That being said, I would still recommend the experience to everyone. After all, the city does grow on you. You’ll crave a baguette as you walk down the cobblestone roads. Children will have the most adorable names. You will randomly decide to go the Musée d’Orsay on a Thursday night. And the French Countryside is absolutely lovely for a weekend escape.  

Bon… bahhh… voilà ! Une vite réflexion pendant que je prend le train à Londres. En gros, j’adore France et je suis impatiente d’améliorer mon français de plus. Peut-être c’est un peu difficile, mais avec les amies sympas ce serait une bonne expérience. 

Bring the story of your life to LIFE.

Bring the story of your life to LIFE.

I approached the Parisian coffee shop to find Violeta sitting at a small circular table, already waiting for me. She had a burgundy blazer (that matched her lipstick shade) and a bright red handbag. The cherry tomato colour of the bag exuded a confidence that was confirmed by the big smile that recognized me. She quickly put down her black leather book and gave me a firm handshake. After placing our orders in French, I inquired about Violeta’s life. She giggled for a second, only to respond, “It’s kind of a long story. I can’t even answer the question, ‘Where are you from?’” She proceeded to tell me about her childhood in Bulgaria, her high school in California, and her time in London. “I like to travel… a lot!” She continued, “But more than merely tourist visits. I like to assimilate into the culture. For example, finding a local coffee shop…a hidden gem just around the corner from a big boulevard.” With that, she made a slightly head gesture to Rue Mouffetard as our barista arrived with two black coffees. Immediately, she shook her head no to the offer of sugar and crème; she insisted, “I like my coffee bold.” Violeta paused, readjusted her thin black glasses and continued, “Where were we?” And with that question, a slight British inclination crept in to an otherwise strong American accent. We then went on to discuss random themes from her sister’s turtle to Tina Fey’s autobiography to society’s latest obsession with Pinterest. Jumping from knowledge in one subject to another, I couldn’t figure out Violeta’s degree. “Film Studies” she responded, “the academic study of cinema and the ability to talk to anybody! After all, who doesn’t have a favourite actor?” Before paying the bill, I asked about the black leather book on the table. She lifted her hand off the cover as if let me peek inside. Then, Violeta leaned in slightly, lowered her voice, and whispered, “It’s my sketchbook… filled with drawing, typography designs, business ideas, and storyboards for short films. I would show you, but I only just met you.”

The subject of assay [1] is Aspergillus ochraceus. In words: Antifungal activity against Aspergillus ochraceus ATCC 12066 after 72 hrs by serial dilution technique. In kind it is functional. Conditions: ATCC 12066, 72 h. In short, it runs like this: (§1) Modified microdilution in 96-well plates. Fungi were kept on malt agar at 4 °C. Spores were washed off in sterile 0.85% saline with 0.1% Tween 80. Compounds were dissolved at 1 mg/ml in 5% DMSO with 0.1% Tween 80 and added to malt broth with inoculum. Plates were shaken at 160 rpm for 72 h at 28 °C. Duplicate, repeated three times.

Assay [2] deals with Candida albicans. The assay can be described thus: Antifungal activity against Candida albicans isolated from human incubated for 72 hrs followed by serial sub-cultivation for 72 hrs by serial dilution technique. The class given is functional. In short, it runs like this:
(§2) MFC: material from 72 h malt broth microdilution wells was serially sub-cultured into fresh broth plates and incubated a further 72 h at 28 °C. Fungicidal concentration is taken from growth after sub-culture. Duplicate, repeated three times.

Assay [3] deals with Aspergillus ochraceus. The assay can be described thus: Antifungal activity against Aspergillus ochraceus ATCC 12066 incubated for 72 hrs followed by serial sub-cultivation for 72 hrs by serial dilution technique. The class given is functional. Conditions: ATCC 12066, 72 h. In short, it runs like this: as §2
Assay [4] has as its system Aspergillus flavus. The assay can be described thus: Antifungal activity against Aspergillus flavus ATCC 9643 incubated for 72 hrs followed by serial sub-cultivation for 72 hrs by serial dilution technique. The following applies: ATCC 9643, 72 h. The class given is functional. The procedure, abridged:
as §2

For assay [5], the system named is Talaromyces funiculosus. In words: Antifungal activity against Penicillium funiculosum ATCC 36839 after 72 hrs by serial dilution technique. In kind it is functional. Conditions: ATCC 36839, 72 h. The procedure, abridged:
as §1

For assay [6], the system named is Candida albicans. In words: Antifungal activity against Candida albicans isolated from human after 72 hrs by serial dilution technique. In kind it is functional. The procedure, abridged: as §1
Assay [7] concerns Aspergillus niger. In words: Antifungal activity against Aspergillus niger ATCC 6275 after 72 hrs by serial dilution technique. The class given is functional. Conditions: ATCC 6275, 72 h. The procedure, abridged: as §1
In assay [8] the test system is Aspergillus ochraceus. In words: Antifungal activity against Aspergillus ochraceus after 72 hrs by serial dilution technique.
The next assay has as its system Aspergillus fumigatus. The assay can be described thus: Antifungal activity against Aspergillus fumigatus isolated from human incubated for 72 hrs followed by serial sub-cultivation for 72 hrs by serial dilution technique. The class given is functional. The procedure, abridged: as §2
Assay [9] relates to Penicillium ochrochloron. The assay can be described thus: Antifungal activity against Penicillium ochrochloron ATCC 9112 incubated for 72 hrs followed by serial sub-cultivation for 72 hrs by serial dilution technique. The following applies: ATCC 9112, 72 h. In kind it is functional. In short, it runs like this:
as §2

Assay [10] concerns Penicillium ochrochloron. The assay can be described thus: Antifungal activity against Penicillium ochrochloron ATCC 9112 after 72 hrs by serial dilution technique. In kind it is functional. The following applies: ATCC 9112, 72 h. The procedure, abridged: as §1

EUROSTAR.

Right now, as I write, I am on the Eurostar from London to Paris. This appears to be mundane to some. Businessmen with little suitcases that have four wheels and side rolling capabilities. Mothers with colouring books for the regular weekend trip with the family. But for me – with my three giant suitcases – this trip is anything but mundane. Not only is this my first time taking the Eurostar, but it’s also a one-way ticket to living in Paris.

I have wanted this since I was 13 – when I took my first French class. At the time, everyone said I was making a mistake and that Spanish was the more practical language for Southern Californians. But I knew I was going places – quite physically, I wanted to leave the country. And well, to all those that told me it was silly to learn French, I say…

Bonjour, je m’appelle Violeta et je suis une étudiante à la Sorbonne maintenant après deux ans à Londres.  J’ai appendu le français parce que c’était mon rêve d’habiter en France. Et voilà, avec persistance, il est possible. Donc, si vous voulez quelque chois, c’est votre responsabilité de prendre l’initiative. Comme il y a déjà beaucoup de gens qui sont prêts de vous dire que votre idée est stupide, impossible, ou impraticable.